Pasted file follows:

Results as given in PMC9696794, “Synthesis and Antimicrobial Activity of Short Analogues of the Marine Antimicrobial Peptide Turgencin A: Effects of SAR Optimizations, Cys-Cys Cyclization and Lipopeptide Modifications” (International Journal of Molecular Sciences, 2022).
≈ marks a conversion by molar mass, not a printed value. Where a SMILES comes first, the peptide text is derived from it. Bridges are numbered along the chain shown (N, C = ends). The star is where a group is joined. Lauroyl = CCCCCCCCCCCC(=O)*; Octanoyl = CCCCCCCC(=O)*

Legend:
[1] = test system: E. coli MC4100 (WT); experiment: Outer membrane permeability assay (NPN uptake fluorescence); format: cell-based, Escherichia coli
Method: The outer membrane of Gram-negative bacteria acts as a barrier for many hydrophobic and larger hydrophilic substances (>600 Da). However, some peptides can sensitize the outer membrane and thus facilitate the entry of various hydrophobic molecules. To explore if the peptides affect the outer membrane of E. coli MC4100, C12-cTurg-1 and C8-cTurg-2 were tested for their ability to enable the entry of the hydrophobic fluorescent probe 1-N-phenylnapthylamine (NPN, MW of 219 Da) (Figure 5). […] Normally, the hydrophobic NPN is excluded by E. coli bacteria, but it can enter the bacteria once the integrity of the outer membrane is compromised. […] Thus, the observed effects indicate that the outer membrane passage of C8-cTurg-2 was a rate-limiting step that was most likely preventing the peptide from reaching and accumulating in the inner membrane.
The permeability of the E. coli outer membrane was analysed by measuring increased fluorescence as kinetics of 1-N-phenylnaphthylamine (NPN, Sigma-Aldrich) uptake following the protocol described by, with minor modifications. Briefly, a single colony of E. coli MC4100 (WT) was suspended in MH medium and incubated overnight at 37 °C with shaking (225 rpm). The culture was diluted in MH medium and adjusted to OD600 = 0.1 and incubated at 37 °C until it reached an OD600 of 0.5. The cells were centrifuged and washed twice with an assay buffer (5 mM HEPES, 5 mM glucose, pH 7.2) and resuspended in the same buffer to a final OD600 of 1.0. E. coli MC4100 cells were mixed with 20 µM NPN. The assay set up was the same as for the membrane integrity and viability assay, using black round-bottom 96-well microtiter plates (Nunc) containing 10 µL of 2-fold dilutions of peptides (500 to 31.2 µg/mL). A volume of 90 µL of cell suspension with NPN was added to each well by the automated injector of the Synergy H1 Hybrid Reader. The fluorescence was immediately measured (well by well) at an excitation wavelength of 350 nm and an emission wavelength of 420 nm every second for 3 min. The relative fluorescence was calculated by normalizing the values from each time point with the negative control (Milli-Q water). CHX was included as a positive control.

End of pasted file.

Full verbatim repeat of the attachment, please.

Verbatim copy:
Results as given in PMC9696794, “Synthesis and Antimicrobial Activity of Short Analogues of the Marine Antimicrobial Peptide Turgencin A: Effects of SAR Optimizations, Cys-Cys Cyclization and Lipopeptide Modifications” (International Journal of Molecular Sciences, 2022).
≈ marks a conversion by molar mass, not a printed value. Where a SMILES comes first, the peptide text is derived from it. Bridges are numbered along the chain shown (N, C = ends). The star is where a group is joined. Lauroyl = CCCCCCCCCCCC(=O)*; Octanoyl = CCCCCCCC(=O)*

Legend:
[1] = test system: E. coli MC4100 (WT); experiment: Outer membrane permeability assay (NPN uptake fluorescence); format: cell-based, Escherichia coli
Method: The outer membrane of Gram-negative bacteria acts as a barrier for many hydrophobic and larger hydrophilic substances (>600 Da). However, some peptides can sensitize the outer membrane and thus facilitate the entry of various hydrophobic molecules. To explore if the peptides affect the outer membrane of E. coli MC4100, C12-cTurg-1 and C8-cTurg-2 were tested for their ability to enable the entry of the hydrophobic fluorescent probe 1-N-phenylnapthylamine (NPN, MW of 219 Da) (Figure 5). […] Normally, the hydrophobic NPN is excluded by E. coli bacteria, but it can enter the bacteria once the integrity of the outer membrane is compromised. […] Thus, the observed effects indicate that the outer membrane passage of C8-cTurg-2 was a rate-limiting step that was most likely preventing the peptide from reaching and accumulating in the inner membrane.
The permeability of the E. coli outer membrane was analysed by measuring increased fluorescence as kinetics of 1-N-phenylnaphthylamine (NPN, Sigma-Aldrich) uptake following the protocol described by, with minor modifications. Briefly, a single colony of E. coli MC4100 (WT) was suspended in MH medium and incubated overnight at 37 °C with shaking (225 rpm). The culture was diluted in MH medium and adjusted to OD600 = 0.1 and incubated at 37 °C until it reached an OD600 of 0.5. The cells were centrifuged and washed twice with an assay buffer (5 mM HEPES, 5 mM glucose, pH 7.2) and resuspended in the same buffer to a final OD600 of 1.0. E. coli MC4100 cells were mixed with 20 µM NPN. The assay set up was the same as for the membrane integrity and viability assay, using black round-bottom 96-well microtiter plates (Nunc) containing 10 µL of 2-fold dilutions of peptides (500 to 31.2 µg/mL). A volume of 90 µL of cell suspension with NPN was added to each well by the automated injector of the Synergy H1 Hybrid Reader. The fluorescence was immediately measured (well by well) at an excitation wavelength of 350 nm and an emission wavelength of 420 nm every second for 3 min. The relative fluorescence was calculated by normalizing the values from each time point with the negative control (Milli-Q water). CHX was included as a positive control.